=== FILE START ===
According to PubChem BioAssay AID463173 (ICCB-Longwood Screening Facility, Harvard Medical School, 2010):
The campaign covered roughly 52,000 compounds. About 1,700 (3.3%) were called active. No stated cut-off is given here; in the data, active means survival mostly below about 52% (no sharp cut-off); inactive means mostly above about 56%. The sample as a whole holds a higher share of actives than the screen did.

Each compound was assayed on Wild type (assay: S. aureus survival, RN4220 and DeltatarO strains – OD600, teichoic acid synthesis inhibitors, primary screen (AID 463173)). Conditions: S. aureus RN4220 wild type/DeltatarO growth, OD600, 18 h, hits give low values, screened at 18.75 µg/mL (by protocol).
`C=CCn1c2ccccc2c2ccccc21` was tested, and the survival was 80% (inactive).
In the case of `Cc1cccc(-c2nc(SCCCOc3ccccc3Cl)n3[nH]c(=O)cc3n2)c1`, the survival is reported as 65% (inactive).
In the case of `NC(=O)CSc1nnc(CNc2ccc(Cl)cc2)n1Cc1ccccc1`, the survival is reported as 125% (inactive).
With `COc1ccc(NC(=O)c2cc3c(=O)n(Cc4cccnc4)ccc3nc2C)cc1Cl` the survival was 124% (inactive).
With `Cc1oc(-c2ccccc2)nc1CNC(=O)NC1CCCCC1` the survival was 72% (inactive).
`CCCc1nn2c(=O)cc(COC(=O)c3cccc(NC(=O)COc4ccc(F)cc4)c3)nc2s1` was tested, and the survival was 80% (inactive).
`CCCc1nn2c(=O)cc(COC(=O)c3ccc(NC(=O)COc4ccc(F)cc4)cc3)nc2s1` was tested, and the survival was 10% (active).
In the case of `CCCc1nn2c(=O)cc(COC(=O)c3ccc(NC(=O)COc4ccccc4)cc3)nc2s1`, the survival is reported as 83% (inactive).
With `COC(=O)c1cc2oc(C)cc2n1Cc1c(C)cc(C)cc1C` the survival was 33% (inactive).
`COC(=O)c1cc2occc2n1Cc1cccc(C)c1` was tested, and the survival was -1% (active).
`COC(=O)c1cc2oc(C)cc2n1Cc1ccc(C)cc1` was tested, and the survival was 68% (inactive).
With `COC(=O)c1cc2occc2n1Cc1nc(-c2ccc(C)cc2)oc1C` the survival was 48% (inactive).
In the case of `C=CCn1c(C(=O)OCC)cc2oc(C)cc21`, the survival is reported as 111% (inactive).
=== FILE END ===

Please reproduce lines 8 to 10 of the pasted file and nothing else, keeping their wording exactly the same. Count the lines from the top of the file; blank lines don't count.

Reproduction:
With `Cc1oc(-c2ccccc2)nc1CNC(=O)NC1CCCCC1` the survival was 72% (inactive).
`CCCc1nn2c(=O)cc(COC(=O)c3cccc(NC(=O)COc4ccc(F)cc4)c3)nc2s1` was tested, and the survival was 80% (inactive).
`CCCc1nn2c(=O)cc(COC(=O)c3ccc(NC(=O)COc4ccc(F)cc4)cc3)nc2s1` was tested, and the survival was 10% (active).